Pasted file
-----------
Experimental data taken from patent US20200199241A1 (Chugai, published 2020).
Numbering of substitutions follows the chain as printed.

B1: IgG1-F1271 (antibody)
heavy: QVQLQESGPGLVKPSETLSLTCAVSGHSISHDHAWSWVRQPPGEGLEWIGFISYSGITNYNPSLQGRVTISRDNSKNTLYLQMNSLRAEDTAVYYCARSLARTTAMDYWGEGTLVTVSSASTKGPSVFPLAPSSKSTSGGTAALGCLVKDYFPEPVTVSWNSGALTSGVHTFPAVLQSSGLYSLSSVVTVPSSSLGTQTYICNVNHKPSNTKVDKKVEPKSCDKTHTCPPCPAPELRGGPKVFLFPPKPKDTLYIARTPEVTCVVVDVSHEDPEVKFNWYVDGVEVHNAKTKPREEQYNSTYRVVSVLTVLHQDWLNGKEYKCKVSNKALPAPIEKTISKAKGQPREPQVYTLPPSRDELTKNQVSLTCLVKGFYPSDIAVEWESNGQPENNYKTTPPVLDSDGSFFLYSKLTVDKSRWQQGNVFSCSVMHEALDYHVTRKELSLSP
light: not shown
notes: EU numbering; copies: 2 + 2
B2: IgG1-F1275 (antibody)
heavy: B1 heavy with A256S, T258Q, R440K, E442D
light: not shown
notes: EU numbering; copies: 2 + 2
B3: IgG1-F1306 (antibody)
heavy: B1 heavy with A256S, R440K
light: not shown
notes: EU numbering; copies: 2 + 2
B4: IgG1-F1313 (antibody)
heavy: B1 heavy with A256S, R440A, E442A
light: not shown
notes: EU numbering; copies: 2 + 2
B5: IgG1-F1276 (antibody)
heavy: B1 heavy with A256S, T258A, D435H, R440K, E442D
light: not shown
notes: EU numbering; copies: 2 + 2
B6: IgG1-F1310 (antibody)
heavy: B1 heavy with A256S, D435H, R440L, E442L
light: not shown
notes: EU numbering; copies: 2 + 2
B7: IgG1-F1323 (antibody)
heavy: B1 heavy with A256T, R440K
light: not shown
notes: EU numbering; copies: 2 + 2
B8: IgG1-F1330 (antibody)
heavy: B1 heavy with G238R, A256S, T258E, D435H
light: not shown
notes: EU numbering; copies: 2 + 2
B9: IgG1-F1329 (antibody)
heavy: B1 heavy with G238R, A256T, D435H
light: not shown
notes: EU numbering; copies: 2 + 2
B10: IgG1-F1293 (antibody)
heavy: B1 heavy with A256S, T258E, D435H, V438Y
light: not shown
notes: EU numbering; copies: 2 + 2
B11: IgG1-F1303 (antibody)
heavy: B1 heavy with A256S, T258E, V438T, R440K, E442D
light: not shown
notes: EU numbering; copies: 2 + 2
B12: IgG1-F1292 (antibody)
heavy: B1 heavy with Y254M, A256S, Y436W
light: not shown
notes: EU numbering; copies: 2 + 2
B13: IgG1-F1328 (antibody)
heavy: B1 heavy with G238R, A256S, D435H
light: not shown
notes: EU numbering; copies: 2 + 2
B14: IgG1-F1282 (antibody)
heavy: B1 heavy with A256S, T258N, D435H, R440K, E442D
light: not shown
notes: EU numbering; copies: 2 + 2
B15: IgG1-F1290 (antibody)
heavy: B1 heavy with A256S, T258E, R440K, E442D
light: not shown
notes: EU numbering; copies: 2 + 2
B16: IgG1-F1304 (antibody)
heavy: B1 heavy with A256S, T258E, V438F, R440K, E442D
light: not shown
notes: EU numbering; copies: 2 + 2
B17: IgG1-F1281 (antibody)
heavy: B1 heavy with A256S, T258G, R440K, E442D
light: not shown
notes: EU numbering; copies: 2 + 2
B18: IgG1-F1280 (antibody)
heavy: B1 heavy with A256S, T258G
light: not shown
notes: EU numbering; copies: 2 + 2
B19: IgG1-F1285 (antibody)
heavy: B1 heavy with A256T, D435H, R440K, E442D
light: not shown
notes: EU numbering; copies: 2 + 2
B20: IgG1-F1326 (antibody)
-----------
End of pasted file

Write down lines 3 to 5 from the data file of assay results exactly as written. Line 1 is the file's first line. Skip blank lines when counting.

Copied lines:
B1: IgG1-F1271 (antibody)
heavy: QVQLQESGPGLVKPSETLSLTCAVSGHSISHDHAWSWVRQPPGEGLEWIGFISYSGITNYNPSLQGRVTISRDNSKNTLYLQMNSLRAEDTAVYYCARSLARTTAMDYWGEGTLVTVSSASTKGPSVFPLAPSSKSTSGGTAALGCLVKDYFPEPVTVSWNSGALTSGVHTFPAVLQSSGLYSLSSVVTVPSSSLGTQTYICNVNHKPSNTKVDKKVEPKSCDKTHTCPPCPAPELRGGPKVFLFPPKPKDTLYIARTPEVTCVVVDVSHEDPEVKFNWYVDGVEVHNAKTKPREEQYNSTYRVVSVLTVLHQDWLNGKEYKCKVSNKALPAPIEKTISKAKGQPREPQVYTLPPSRDELTKNQVSLTCLVKGFYPSDIAVEWESNGQPENNYKTTPPVLDSDGSFFLYSKLTVDKSRWQQGNVFSCSVMHEALDYHVTRKELSLSP
light: not shown